American Marketer

Apparel and accessories

Tapping India’s luxury potential amidst business and creative disruptions

September 25, 2018

Sabyasachi Calcutta dresses models up in its highly-embroidered pre-wedding collection for the henna ceremony. Image credit: Sabyasachi Calcutta Sabyasachi Calcutta dresses models up in its highly-embroidered pre-wedding collection for the henna ceremony. Image credit: Sabyasachi Calcutta


By Abhay Gupta

The luxury fashion and lifestyle market in India is one of the world’s most multifaceted, exciting and tricky businesses.

Brands and retailers that want to capture a share of this rapidly evolving market need to learn to adapt, or risk missing one of the next greatest untapped opportunities for the luxury business.

The idea of luxury today has evolved into a complete lifestyle, spanning fashion, food, travel, hospitality, health and wellness, and even technology.

Yet, it is also a well-established fact that fashion remains the fulcrum of luxury and that all other sectors prey onto fashion as a category to drive, growth, inspiration and value additions.

Hence, when it comes to luxury, the first thing that most people think of is fashion, which itself is a broader concept spread across the realms of apparel, footwear, jewelry, timepieces, eyewear and fragrances.

However, in the present era of democratization of almost everything, the luxury fashion industry is finding itself in a strategic dilemma.

Abhay Gupta is founder/CEO of Luxury Connect and Luxury Connect Business School Abhay Gupta is founder/CEO of Luxury Connect and Luxury Connect Business School

The commercial demands of business have begun to take a toll on the creative aspects of the designer community, while the rapidly evolving business landscape is also compelling luxury brands and retailers to rethink and adapt, as they strive to preserve themselves in the quintessence of luxury amid creative and business disruptions.

The phenomenon is prevalent the world over, including India. Importantly, the luxury market in India is still nascent, but definitely growing, and is peculiar in its own way.

Enduring creative disruption

The very essence of luxury fashion lies in deep-rooted research: emphasis on new textile blends; inspiration, or the eureka moment for every designer; silhouettes perfected via multiple prototyping; and collections large enough to satisfy every global patron.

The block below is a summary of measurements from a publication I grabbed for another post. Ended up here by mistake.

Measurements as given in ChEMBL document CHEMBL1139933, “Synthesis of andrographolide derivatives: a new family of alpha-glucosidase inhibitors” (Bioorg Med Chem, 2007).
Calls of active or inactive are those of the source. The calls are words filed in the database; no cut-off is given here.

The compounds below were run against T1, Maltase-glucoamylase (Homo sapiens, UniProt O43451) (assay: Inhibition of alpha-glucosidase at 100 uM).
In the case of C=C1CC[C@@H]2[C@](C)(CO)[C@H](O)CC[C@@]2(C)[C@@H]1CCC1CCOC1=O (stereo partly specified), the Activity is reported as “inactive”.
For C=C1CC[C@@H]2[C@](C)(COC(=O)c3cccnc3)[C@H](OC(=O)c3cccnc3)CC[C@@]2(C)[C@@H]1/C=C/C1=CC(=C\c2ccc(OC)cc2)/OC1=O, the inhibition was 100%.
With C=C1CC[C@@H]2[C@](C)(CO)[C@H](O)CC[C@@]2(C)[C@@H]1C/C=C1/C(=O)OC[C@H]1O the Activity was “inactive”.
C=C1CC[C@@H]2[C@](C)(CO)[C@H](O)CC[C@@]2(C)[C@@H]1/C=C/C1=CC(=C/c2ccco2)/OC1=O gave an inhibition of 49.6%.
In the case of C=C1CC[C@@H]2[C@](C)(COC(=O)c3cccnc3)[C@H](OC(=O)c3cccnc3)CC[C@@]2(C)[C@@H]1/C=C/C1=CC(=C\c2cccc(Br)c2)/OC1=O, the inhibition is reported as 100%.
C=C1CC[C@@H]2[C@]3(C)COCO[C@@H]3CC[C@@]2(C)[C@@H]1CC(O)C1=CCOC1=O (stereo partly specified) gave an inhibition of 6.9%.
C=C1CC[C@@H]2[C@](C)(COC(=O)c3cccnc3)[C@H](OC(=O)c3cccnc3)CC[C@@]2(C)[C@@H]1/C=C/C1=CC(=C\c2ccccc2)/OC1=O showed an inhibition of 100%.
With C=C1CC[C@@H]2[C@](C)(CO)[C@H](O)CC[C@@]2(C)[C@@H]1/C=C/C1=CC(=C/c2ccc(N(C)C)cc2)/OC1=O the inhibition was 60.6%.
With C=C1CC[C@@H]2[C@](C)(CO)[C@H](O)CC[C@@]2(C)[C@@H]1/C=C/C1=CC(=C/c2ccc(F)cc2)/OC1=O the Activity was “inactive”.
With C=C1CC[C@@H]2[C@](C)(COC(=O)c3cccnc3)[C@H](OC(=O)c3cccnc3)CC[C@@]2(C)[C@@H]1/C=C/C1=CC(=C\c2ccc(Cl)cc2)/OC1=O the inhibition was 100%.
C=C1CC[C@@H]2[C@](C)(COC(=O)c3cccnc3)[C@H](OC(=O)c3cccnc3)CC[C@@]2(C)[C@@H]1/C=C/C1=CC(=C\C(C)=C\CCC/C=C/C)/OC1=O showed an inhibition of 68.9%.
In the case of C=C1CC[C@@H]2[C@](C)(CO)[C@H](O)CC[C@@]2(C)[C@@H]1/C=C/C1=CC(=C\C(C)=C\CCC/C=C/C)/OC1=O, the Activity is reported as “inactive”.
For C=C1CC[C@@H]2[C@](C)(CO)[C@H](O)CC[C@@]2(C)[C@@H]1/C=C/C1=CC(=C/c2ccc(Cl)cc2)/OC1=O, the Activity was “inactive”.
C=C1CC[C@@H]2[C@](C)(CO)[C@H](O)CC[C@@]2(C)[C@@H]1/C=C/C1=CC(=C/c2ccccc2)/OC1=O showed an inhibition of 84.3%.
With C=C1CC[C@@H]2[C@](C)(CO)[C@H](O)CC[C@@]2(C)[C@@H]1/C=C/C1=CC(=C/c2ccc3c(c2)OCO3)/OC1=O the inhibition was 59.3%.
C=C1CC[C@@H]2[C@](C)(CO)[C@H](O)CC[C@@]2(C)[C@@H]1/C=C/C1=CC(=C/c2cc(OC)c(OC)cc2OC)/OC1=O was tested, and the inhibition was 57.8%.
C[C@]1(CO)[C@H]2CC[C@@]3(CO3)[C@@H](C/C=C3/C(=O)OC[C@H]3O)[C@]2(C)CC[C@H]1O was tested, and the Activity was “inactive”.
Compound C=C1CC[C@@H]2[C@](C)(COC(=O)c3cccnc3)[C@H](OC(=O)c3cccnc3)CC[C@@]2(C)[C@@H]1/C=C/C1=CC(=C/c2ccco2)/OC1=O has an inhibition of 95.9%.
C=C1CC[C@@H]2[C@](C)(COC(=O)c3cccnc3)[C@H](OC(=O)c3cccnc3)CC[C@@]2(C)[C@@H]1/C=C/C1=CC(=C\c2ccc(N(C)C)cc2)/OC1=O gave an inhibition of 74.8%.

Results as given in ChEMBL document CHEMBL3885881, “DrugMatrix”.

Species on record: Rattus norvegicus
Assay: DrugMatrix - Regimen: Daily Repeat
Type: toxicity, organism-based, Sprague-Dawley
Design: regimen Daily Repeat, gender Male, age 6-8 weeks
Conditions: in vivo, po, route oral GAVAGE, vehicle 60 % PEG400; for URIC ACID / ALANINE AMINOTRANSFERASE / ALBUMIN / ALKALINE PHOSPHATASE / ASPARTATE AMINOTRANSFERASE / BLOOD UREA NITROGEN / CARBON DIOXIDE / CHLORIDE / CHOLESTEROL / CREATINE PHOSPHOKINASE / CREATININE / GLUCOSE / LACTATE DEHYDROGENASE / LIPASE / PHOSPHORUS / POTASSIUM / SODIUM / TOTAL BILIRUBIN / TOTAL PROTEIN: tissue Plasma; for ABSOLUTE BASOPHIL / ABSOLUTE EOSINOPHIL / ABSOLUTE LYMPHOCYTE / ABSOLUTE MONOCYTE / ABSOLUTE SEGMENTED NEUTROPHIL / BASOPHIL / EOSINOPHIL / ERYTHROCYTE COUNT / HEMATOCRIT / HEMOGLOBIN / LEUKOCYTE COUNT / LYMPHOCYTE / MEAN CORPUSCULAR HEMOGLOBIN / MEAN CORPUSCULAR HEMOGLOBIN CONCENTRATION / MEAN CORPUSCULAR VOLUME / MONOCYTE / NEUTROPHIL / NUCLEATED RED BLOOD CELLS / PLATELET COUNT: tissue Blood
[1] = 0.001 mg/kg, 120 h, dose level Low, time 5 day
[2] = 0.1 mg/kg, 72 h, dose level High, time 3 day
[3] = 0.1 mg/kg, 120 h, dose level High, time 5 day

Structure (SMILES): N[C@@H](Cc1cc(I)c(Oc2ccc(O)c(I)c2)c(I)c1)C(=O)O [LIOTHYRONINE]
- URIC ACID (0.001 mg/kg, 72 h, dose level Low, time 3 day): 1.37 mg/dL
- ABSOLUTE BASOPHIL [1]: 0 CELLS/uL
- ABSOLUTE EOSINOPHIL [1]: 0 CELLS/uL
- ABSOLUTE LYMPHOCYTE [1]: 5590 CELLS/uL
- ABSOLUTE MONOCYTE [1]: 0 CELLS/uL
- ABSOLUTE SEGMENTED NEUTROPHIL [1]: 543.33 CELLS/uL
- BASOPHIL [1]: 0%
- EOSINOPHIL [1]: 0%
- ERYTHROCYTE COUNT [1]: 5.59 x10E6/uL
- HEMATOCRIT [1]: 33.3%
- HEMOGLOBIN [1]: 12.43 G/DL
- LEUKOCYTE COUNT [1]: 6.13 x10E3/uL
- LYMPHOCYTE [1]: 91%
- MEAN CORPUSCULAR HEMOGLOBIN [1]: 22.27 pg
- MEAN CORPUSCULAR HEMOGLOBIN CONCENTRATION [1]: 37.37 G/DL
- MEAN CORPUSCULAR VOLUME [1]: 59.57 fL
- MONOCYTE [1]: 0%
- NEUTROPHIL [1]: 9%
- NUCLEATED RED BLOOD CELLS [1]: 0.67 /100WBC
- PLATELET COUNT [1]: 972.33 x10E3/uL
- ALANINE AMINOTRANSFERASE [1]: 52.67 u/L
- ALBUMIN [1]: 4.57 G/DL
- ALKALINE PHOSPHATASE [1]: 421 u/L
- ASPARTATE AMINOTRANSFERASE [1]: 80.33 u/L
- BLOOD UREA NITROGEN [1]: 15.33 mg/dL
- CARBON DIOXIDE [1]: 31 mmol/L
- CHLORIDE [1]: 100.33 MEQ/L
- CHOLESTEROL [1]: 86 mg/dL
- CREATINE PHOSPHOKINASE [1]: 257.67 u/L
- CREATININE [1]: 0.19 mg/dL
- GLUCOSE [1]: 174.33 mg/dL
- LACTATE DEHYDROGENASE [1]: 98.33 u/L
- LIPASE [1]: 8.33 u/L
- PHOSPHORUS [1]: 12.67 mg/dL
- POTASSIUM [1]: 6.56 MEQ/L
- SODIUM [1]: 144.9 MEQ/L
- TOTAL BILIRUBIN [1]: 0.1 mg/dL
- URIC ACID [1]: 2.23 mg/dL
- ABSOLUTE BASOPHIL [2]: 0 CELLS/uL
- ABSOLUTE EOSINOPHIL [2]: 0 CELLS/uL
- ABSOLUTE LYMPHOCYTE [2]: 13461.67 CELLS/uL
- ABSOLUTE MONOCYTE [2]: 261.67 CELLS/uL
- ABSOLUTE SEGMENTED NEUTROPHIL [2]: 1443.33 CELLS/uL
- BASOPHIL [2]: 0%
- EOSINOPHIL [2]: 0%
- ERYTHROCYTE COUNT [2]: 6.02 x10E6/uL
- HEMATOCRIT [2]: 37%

The essence over the last few decades has got slightly tweaked, however.

Luxury fashion first faced disruption way back in 1975 when fast-fashion brand Zara transformed the very process of how luxury fashion ought to be created – in a slow, relaxed and cyclical manner.

Luxury fashion brands thwarted the onslaught by quickly downscaling to introduce entry-level elements of eyewear, perfumes and accessories such as footwear, scarves, ties, belts and even bijou jewelry. Experimentations of associations/special lines for the likes of H&M were resorted to by a few established names of the luxury fashion space.

However, the core fulcrum of apparel fashion stood the test of time until recent times when corporate-led brands began to demand fast fashion from established luxury brands. This has led to a further disruption in luxury fashion to date – no clear path seems to be emerging.

Attempts to “See now, buy now” introduced by a few top names such as Burberry have yet to prove themselves and may not find favor among true connoisseurs.

Collaboration: Way forward?

Caught in creative disruptions, global luxury fashion and lifestyle brands and companies have been trying to find and define a success formula that can ensure commercial success without compromising on carefully crafted brand positioning, ethos and value propositions.

Some have gone on to collaborate with designers, artists and even hotels and auto companies to further their popularity, revenue as well as prestige.

Historically, Western luxury brands have quite frequently and successfully used collaboration methodology. French fashion house Louis Vuitton has had several such associations, while various other have also explored the genre.

Here, are some of the most successful fashion tie-ups of the West.

  • Louis Vuitton x Art: Louis Vuitton has teamed up with “Art, Artists and Artisans” for many years now.

  1. The Takashi Murakami collection: Renowned Japanese artist Takashi Murakami had designed a multi-coloured monogram accessories collection for spring-summer 2003 for Louis Vuitton that became highly sought-after.
  2. The Iconoclasts collection: On Louis Vuitton’s 160th anniversary in 2004, six art and design legends – Karl Lagerfeld, Rei Kawakubo, Frank Gehry, Cindy Sherman, Christian Louboutin and Marc Newson – co-created The Iconoclasts collection, signifying their interpretation of the LV monogram into their design and product sensibilities.
  3. The Richard Prince-inspired range: The Marc Jacob for Louis Vuitton spring-summer 2008 accessory bags and caps collection was inspired by artist Richard Prince’s “The Spiritual America” exhibition in 2007.